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Bev & Roger and the girls at the Sharritt’s farm.

Imagine for a moment, that you are 10 and 9 years old. You are being taken to the library by grandma and grandpa to meet with a social worker and an old man and woman who are going to give you a safe place to stay. Dad has hit a tough patch. You haven’t seen your mother since you were 2 and 1 respectively. And while grandma and grandpa were watching you at the start of dad’s rough patch, their circumstances mean that they can’t watch you for six months. In the middle of that storm you hear your grandpa say, these people, who you don’t know, who he says are good people and safe, are really what is best in the circumstance. If I am 10 years old, I would have thought that things were pretty bad if these strangers are the best that we can do in the circumstance.

I thought that I was empathetic. I thought that I was patient. I thought that I had wisdom and excellent parenting skills that had been hard won through 54 years of life and 31 years of marriage. I thought that Bev’s and my marriage could thrive through any adversity. I have now learned that those things are true to a certain extent. But not enough to overcome the strain that 10 years of varying degrees of chaos had affected the two young girls who came to stay with us. They came to us having each other and any normality, or structure would have to penetrate the coping mechanisms they had used to navigate a chaotic road that put them at the end of our driveway.

If I had truly accepted the girls that had shown up at the end of our driveway, I would have accepted the circumstances that had brought them to us. I would not have tried to fix them. I would not have compared them to our kids and the decisions Ben and Grace had made while living with us. I would not have wondered why bed time was so difficult if I would have thought about what life was like when you know that a new day may bring you unexpected things.

Accepting life at the end of the drive is difficult. There is such tension between accepting and expecting; come as you are, versus you can’t make poor decisions. We will help you get to sleep, versus you have to go to sleep early in order to be rested for school tomorrow.

That tension was with us throughout the entire placement. Everything was a negotiation. In coming along side the family, all situations had to be negotiated. We would say, “we are partners with your dad and you can’t do this or that,” which wasn’t always true. That is what was negotiated at that time. Their father wouldn’t have given two rips about the situation we were negotiating about if we weren’t partnered. I would have dealt out much greater consequences if we weren’t partnered. So we spent a lot of physical and emotional energy walking the girls along this difficult balance beam between our world, and their dad’s.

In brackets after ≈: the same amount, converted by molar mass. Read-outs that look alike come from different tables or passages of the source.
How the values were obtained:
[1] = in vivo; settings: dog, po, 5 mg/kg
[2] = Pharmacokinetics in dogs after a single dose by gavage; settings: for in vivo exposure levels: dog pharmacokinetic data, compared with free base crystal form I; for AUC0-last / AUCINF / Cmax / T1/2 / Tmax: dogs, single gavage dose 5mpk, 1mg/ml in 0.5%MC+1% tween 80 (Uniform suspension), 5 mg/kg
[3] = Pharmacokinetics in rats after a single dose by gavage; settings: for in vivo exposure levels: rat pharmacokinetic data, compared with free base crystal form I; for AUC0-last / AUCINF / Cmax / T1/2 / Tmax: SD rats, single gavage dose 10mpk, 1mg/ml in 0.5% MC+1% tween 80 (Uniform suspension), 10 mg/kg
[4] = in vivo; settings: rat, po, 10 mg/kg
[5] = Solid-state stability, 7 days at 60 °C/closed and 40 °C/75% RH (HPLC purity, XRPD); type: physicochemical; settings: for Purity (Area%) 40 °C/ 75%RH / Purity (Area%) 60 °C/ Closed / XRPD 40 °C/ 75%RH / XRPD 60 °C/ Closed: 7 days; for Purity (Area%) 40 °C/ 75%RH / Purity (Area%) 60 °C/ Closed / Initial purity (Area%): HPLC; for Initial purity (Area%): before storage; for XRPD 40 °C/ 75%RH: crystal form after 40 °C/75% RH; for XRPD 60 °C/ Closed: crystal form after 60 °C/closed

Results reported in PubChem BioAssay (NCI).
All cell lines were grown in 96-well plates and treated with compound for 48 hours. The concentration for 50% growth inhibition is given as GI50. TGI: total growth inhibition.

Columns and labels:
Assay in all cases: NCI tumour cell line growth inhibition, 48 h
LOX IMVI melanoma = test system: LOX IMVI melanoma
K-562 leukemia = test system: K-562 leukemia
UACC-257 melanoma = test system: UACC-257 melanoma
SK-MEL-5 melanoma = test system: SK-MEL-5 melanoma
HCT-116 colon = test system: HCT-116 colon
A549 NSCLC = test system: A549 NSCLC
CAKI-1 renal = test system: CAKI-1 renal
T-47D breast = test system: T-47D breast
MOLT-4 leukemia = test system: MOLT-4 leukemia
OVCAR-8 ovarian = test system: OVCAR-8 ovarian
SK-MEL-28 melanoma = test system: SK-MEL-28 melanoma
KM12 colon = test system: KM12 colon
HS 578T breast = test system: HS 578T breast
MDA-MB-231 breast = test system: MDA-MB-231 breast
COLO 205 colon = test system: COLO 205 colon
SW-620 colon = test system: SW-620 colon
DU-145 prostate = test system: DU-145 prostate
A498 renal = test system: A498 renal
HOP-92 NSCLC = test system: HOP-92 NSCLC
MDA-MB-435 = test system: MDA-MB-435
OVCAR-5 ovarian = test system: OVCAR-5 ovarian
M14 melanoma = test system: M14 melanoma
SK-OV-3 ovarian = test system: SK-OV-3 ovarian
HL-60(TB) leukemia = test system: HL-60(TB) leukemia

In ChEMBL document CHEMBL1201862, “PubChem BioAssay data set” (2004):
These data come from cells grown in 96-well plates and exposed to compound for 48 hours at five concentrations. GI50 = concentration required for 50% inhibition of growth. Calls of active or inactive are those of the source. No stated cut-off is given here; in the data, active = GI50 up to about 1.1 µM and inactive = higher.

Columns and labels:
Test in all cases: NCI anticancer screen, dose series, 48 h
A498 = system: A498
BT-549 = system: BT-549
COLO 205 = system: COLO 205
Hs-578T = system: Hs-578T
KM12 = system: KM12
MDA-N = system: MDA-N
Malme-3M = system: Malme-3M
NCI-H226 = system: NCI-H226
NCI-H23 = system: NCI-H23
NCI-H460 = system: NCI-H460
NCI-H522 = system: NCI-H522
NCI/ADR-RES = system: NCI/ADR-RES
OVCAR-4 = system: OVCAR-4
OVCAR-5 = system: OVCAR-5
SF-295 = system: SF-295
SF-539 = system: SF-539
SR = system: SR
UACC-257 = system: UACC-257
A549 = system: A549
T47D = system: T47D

Roger Quote

No, partnering with hurting people creates a tension. A tension that shows how difficult life is for the families that it serves. You want to fix that difficult life. You want them to know that if you don’t drink pop for supper, you will be able to get to sleep at a good time and wake refreshed and your concentration will be so much stronger tomorrow at school. With stronger concentration, you will get better grades; graduate from high school, go on to college and meet a good man to create a family; a safe family. You have to give that desire up. If you don’t, it will drive you crazy. No! You still can’ t have pop for supper for a whole host of reasons, but not because it will fix your life.

Probably nothing done in Safe Families will fix the children. Certainly, nothing that Bev and I did fixed the girls who lived with us for 10 months. It took us a while to understand it. But when we recognized that, it became easier. I finally came up with the metaphor of the asteroid. In this metaphor, the girls’ lives have an asteroid streaking towards them. It is a big one. It will cause great devastation. Nothing we can do will stop it streaking toward their world. No, at our point, at the end of our driveway, we can only push, pull and tug at the circumstances. Hopefully, that asteroid is deflected. Hopefully, the time to impact or the angle of deflection is great enough that no harm will come; maybe not. Maybe there will be some impact. Who knows?

We still have contact with the girls and their father. We give rides, help in emergencies, have the family over for supper once a week and have even started working with their dad to establish a budget to corral their tight finances. Maybe, it will be a fairy tale ending. Maybe, it won’t. Either way Bev and I will not have fixed the situation. It wasn’t the calling. We were simply called to show up.


Bev and Roger Sharritt, the girls, and their dad along with Jay Harvey at Concert for a Cause 2016

From the end of the driveway, take care.


You can find more of Roger’s writing on his blog: